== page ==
After two years of investigation, Robert Mueller on Wednesday gave his first public statement since the inception of the special counsel’s office.
Mueller’s remarks, which lasted less than 10 minutes and entertained no questions, offered no new substantive information apart from the announcement that the office was formally closing and that Mueller would be resigning from the Justice Department.
The statement was carefully designed to give the mainstream media and Democrats in Congress an excuse to continue calling for an investigation and potential impeachment of the president. It also let Mueller portray himself as an unbiased and objective public servant merely stating “the facts.”
Consider the following few lines from Mueller’s statement in which he reiterates that the special counsel’s office would have stated that President Trump did not commit a crime if they had confidence the president clearly did not commit a crime:
And as set forth in the report after that investigation, if we had had confidence that the president clearly did not commit a crime, we would have said so. We did not, however, make a determination as to whether the president did commit a crime.
They will make the obvious argument that Mueller said:
- Because of Department of Justice policy regarding the indictment of a sitting president, his office would not make a determination as to whether the “President did commit” a crime. (Why not? The policy is against indicting a sitting president, not against discovering that he committed a crime.)
- Had his office been confident that Trump clearly did not commit a crime, he would have said so, thus making the determination that the president did not commit a crime. (But investigators’ confidence that Trump did not commit a crime does not mean that he actually did not commit a crime. Got it? If only life were so simple.)
- Mueller’s office made no statement that the president did not commit a crime, and so his office did not make a determination that the president did not commit a crime.
- Therefore, Mueller has confidence that the president might have committed a crime, but cannot make the necessary indictments because his office cannot make a determination as to whether the president did commit a crime.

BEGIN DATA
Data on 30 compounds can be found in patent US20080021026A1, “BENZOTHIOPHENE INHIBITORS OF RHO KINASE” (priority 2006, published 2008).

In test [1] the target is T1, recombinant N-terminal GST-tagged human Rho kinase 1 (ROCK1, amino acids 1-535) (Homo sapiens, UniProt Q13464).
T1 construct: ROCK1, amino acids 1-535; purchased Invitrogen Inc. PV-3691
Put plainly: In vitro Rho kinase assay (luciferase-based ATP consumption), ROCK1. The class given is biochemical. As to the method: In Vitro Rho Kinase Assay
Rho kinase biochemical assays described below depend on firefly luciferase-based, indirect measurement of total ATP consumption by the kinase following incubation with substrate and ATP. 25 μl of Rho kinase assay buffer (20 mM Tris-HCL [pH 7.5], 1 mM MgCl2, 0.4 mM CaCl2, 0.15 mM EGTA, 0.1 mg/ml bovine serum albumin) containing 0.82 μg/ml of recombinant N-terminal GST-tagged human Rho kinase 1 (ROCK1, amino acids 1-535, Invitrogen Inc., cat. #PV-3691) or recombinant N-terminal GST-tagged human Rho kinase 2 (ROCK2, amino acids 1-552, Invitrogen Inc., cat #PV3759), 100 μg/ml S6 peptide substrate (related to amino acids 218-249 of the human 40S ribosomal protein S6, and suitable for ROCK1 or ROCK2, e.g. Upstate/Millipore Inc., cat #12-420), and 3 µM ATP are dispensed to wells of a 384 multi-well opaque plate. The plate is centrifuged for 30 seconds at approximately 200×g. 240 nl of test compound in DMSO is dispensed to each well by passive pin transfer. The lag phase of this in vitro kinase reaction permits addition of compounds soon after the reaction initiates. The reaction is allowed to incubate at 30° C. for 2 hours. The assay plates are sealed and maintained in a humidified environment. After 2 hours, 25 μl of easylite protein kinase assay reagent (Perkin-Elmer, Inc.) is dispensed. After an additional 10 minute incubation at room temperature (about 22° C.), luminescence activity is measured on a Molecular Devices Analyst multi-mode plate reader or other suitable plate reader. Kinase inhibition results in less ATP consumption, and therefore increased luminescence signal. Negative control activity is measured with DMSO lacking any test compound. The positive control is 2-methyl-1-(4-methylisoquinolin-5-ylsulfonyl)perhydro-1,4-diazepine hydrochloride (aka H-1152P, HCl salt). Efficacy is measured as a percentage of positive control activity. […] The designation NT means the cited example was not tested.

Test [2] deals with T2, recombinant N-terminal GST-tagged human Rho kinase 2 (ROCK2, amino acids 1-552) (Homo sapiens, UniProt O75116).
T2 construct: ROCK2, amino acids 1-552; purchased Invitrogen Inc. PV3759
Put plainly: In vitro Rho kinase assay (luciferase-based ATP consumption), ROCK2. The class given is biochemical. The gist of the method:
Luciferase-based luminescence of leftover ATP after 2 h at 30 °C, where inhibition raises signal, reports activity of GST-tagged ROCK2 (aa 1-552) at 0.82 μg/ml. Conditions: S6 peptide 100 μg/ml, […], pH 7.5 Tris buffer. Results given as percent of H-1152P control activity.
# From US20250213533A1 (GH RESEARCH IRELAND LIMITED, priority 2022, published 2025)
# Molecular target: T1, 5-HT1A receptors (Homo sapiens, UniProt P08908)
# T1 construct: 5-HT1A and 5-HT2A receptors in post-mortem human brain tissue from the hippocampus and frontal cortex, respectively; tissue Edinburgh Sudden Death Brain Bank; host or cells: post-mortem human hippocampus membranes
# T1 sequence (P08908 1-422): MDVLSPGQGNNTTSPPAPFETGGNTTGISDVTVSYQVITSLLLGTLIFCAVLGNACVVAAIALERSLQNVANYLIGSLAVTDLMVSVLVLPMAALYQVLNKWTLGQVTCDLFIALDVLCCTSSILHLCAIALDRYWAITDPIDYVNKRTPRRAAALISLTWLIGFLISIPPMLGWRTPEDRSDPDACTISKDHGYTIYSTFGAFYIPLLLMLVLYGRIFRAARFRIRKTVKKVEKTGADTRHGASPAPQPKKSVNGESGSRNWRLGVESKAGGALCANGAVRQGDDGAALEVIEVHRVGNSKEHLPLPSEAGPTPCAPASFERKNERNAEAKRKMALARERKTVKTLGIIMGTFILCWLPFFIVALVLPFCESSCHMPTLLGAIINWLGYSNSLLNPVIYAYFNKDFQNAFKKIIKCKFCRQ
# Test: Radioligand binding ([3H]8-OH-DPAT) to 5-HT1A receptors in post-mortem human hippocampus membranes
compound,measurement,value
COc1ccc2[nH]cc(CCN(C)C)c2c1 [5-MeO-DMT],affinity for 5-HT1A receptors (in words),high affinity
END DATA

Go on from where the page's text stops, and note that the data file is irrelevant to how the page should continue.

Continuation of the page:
- And because “the Constitution requires a process other than the criminal justice system to formally accuse a sitting president of wrongdoing,” the other branches of government should use political processes (such as asking Jerry Nadler) to punish the wrongdoing of the president.
But Mueller’s argument is based on the faulty assumption that the special counsel’s “confidence” is the same as its “determinations.”
Distinction with a Big Difference
A mere two minutes later, Mueller clearly stated his office had determined that it “would not reach a determination one way or the other about whether the president committed a crime.” (Emphasis added.) This means that even if Mueller was confident beyond a shadow of a doubt that the president committed no crime, he would not have reached a determination.
And here we see the clear distinction between the special counsel’s “determinations” and his “confidence.” Mueller decided he would not make a determination “one way or the other” but never explicitly decided under what circumstances he would have “confidence” in the guilt or innocence of the president.
By subtly allowing his audience to conflate his “confidence” with his investigation’s “determinations,” Mueller sidestepped the question of whether he would have stated publicly that President Trump had committed a crime if his office had confidence that the president clearly had committed a crime.
Consider the phrasing again:
And as set forth in the report after that investigation, if we had had confidence that the president clearly did not commit a crime, we would have said so. We did not, however, make a determination as to whether the President did commit a crime.
Mueller wanted to make sure even though he wasn’t making a determination one way or the other, he would leave people with the impression that he did. And so the Mueller report makes the same distinction clear while offering the same conflation:
First, a traditional prosecution or declination decision entails a binary determination to initiate or decline a prosecution, but we determined not to make a traditional prosecutorial judgment [i.e. a binary determination] . . .
If we had confidence after a thorough investigation of the facts that the President clearly did not commit obstruction of justice, we would so state. Based on the facts and the applicable legal standards, however, we are unable to reach that judgment. The evidence we obtained about the President’s actions and intent presents difficult issues that prevent us from conclusively determining that no criminal conduct occurred. (Emphasis added.)
(Yes Mr. Mueller, it’s always difficult to prove a negative—which is why our criminal justice system begins with the presumption of the accused’s innocence.)
Accordingly, while this report does not conclude that the President committed a crime, it also does not exonerate him.
But no one asked Mueller to exonerate the president and certainly no one asked him what his non-factual, non-legal, and non-prosecutorial confidence was.